By: Tom O’Rourke
Published: December 2020
Concerns about the coronavirus have caused individuals to review their estate plans “just in case”. A common concern is to make sure you have a plan in place to allow somebody you love and trust to act on your behalf with respect to your medical care if you contract the virus. You can do this by implementing a health care directive.
A health care directive is commonly referred to as an advance medical directive, a health care proxy, or a health care power of attorney. It typically includes a HIPAA waiver, the appointment of an agent to act on your behalf, and a living will.
HIPAA refers to the Health Insurance Portability and Accountability Act. This law protects the privacy of your health care information by prohibiting disclosure of this information to anybody other than you or a person you designate. It is essential for the person named as your agent to have access to your medical information and to discuss your condition with your health care providers.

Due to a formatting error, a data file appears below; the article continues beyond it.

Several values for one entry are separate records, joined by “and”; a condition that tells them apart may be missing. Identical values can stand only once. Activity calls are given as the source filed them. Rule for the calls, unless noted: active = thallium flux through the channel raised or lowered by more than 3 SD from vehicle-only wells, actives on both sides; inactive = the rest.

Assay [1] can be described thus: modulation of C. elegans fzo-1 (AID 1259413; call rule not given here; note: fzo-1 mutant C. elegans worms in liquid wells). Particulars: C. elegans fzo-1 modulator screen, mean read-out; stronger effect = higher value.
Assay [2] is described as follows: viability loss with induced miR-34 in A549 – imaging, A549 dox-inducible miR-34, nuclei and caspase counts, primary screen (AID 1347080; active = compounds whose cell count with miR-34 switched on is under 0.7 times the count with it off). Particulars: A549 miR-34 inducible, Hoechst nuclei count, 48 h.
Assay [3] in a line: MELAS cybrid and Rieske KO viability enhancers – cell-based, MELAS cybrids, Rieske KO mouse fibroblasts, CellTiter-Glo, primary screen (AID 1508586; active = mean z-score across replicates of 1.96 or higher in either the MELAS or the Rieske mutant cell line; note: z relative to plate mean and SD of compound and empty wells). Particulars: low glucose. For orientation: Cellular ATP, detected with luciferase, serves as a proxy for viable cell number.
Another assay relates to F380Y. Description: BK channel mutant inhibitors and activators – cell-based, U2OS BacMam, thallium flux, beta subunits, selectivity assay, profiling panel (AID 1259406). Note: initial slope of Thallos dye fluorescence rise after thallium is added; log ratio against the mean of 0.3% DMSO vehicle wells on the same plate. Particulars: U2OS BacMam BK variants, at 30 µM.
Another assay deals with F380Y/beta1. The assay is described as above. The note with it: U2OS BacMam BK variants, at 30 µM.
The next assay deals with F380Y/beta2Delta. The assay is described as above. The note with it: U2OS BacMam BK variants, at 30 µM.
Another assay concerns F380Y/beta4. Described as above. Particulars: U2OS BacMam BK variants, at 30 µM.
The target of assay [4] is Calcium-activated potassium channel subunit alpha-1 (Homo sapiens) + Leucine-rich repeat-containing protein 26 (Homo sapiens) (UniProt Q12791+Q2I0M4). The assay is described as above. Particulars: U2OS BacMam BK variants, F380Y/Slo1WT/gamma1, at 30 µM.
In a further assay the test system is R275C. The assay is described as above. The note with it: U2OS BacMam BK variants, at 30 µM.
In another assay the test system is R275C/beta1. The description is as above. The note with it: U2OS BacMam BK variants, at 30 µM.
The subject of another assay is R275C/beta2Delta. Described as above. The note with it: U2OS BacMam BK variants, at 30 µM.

Your health care agent is the person(s) you name to act on your behalf. It may be any adult and does not need to be a relative. Typically, your directive specifies when your agent may act on your behalf and what types of actions he/she may take on your behalf, such as connecting you to a ventilator.
A living will specifies your wishes in the event you are terminally ill and in a vegetative state. Specifically, do you wish to have your life artificially sustained, or do you want life support measures (breathing machine, feeding tube) to be withheld or withdrawn?
A lawyer usually prepares a health care directive as part of most estate plans. Physicians or health care facilities often provide health care directive forms. Such forms are available on the internet, but you should exercise caution in using them.
Tom O’Rourke is of counsel with the firm of Miles & Stockbridge P.C., a full service law firm with offices throughout Maryland, Washington, D.C., and Tysons Corner, Virginia.
He began his legal career with the Internal Revenue Service where he served in the Office of Chief Counsel for a period of 10 years and has been in private law practice since 1983. He regularly represents a variety of clients including individuals, small businesses, and not for profit organizations. He is a seminar presenter for NITP and makes guest appearances on NITP’s ForYourBenefit radio program.